Next stop was Lagodehki, chosen as a town to let us cross the Azerbaijan border early in the day. It’s also the edge of Georgia’s easternmost national park, a remote area that runs up into the Greater Caucasus mountains and the Russian border. We knew there’d be guesthouses, and arriving mid-afternoon, were cruising relaxedly up one of the main streets, looking for somewhere to stay. We passed one or two but carried on. A young man seemed to be dozing on a bench, but leapt up as we passed, to ask (in Georgian) if we needed a guesthouse. Well, we didn’t understand the words, but the context made it all plain. The house was unsigned. This seems common for Georgian guesthouses. A cynical British view would suspect something to do with the tax system. In Tbilisi we’d been mildly scammed when a fellow enticed us into a restaurant, which afterwards presented an appalling bill (and didn’t offer change, when we certainly didn’t intend leaving a tip): Fortunately we’d only consumed one hot drink each, so the “appalling bill”, while infuriating, wasn’t actually much. So we were wary in this case, but with no reason. After a small delay while the landlady whizzed up from the village centre, we inspected, learnt the cost of (amazingly cheap, so we lazily opted for breakfast and dinner, which was still good value, especially as the breakfast was enough to doggy-bag for lunch), and were soon ensconced. Nino (most Georgian landladys seem to be called Nino) provided us with a self contained ground floor apartment. She also wielded a sheaf of leaflets, and indicated we were only about 500m from the National Park office, and how nice the park was, etc, etc, again all in Georgian, or was it Russian. It’s amazing how clear it can be without understanding a word. So after a shower, we wandered up to the park office for more information. Reassuringly, the stuffed & mounted bear was quite small.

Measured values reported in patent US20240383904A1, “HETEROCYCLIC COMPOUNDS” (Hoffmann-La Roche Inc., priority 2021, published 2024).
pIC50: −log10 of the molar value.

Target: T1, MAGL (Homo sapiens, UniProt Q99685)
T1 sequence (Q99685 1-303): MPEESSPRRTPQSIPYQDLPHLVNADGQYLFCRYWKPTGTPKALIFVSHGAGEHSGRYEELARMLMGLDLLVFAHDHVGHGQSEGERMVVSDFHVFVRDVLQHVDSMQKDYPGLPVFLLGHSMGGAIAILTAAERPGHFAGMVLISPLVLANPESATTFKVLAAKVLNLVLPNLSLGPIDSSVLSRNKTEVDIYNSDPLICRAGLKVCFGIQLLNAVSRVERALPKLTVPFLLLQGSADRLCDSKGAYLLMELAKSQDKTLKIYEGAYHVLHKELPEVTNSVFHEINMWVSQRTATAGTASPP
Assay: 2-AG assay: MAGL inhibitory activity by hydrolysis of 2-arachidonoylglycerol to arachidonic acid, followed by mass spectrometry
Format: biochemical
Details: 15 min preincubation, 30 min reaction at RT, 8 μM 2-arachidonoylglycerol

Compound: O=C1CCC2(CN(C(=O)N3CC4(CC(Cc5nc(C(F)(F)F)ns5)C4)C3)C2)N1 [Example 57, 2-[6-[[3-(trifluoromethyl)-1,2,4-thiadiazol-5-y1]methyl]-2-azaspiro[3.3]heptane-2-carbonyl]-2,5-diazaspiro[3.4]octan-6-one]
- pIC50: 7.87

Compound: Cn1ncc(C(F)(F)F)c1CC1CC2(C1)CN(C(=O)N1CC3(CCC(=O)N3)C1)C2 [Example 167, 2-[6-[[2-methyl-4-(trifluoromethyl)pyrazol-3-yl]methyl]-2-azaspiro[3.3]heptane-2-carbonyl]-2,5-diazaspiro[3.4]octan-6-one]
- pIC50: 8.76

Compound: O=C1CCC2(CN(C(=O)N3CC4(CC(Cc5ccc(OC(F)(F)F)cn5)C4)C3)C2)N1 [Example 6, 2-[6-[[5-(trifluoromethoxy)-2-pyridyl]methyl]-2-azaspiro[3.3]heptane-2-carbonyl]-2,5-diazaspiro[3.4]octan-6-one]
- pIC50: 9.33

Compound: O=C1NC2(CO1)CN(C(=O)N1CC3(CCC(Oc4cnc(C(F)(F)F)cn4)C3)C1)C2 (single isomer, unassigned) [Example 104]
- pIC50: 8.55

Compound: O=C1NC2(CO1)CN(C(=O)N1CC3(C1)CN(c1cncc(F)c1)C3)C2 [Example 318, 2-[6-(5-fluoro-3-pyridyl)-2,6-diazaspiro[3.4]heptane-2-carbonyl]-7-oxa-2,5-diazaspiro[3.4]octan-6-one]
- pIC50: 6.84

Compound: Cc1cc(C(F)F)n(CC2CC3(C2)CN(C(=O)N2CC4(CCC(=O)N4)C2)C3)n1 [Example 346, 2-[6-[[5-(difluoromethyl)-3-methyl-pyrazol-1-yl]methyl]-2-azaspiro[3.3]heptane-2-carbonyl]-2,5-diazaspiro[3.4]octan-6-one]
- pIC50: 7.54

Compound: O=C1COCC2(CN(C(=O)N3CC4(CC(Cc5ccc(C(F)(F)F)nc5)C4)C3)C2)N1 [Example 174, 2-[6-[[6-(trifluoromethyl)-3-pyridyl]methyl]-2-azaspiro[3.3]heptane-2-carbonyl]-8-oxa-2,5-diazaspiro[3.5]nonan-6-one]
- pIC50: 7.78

… and replanned again, so we’d hike tomorrow, staying two nights not one, delaying our entry to Azerbaijan another day. The hike involved a 14km cycle to the start, blissfully unloaded. It was only a day hike, so only a picnic, camera, and swimmers were needed.
The hike had a few tiny scrambles, but the only challenge really was the log river crossings. Compared to the earlier Georgia hike, the logs were wider, and less high up, and the exercise felt less committing – so we managed to walk across them this time. At the top there was a lovely waterfall, a nice pool for a dip, and a dozen or so Georgians also enjoying the day out and a picnic. One suspects Georgians should be rather good at picnics.
Here they are, loaded & ready to go…. For another weekend shakedown tour. Turns out we forgot the fuel pump and had a stripped gas bottle thread. That’s why we have shakedowns.
Clare’s at the front. Thanks for the retirement pressie solar panel draped over the back there. They’re probably 40-45 kilos each. Glad we squeezed slightly lower gearing on a little while ago.
(First post from a phone, too, rather hard work!)
Gulp! To steady nerves, and entertain anyone daft enough to look at this before we have anything to say, here’s a picture from Xmas.